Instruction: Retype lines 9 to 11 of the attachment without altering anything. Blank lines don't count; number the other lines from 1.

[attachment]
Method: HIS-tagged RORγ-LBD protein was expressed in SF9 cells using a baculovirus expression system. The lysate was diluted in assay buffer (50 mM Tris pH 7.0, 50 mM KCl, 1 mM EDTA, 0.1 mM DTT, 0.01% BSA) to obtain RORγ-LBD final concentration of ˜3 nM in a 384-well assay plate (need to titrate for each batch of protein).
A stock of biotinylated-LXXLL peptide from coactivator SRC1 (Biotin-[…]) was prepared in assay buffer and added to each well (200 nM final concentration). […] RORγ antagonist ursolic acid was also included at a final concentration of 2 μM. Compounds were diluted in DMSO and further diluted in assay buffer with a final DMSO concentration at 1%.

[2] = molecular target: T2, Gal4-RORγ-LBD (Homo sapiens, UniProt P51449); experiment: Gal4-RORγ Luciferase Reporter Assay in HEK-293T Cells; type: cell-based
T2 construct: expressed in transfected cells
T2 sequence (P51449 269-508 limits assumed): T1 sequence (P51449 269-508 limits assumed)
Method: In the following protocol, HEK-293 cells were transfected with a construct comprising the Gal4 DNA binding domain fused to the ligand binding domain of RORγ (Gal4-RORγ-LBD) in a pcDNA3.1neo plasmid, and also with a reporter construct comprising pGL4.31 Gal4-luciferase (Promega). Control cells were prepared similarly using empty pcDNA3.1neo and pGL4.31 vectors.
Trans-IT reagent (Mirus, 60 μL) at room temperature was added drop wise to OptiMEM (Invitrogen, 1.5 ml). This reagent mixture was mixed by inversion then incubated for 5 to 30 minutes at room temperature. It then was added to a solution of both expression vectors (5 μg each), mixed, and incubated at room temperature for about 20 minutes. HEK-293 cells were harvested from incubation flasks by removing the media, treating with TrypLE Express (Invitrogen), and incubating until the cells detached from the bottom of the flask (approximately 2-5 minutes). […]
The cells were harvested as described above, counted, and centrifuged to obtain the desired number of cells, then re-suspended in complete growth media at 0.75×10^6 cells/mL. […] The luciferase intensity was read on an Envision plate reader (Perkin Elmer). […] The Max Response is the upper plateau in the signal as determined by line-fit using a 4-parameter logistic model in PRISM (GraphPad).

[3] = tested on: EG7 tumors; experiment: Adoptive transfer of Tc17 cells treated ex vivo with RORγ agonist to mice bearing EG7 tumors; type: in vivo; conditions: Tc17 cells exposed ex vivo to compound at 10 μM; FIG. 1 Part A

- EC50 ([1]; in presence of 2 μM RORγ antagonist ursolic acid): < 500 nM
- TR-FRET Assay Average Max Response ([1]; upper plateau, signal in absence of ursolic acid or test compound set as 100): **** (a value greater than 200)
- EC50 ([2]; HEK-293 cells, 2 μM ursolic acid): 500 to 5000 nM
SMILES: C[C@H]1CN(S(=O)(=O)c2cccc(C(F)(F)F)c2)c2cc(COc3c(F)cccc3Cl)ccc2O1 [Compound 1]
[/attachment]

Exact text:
[3] = tested on: EG7 tumors; experiment: Adoptive transfer of Tc17 cells treated ex vivo with RORγ agonist to mice bearing EG7 tumors; type: in vivo; conditions: Tc17 cells exposed ex vivo to compound at 10 μM; FIG. 1 Part A

- EC50 ([1]; in presence of 2 μM RORγ antagonist ursolic acid): < 500 nM
- TR-FRET Assay Average Max Response ([1]; upper plateau, signal in absence of ursolic acid or test compound set as 100): **** (a value greater than 200)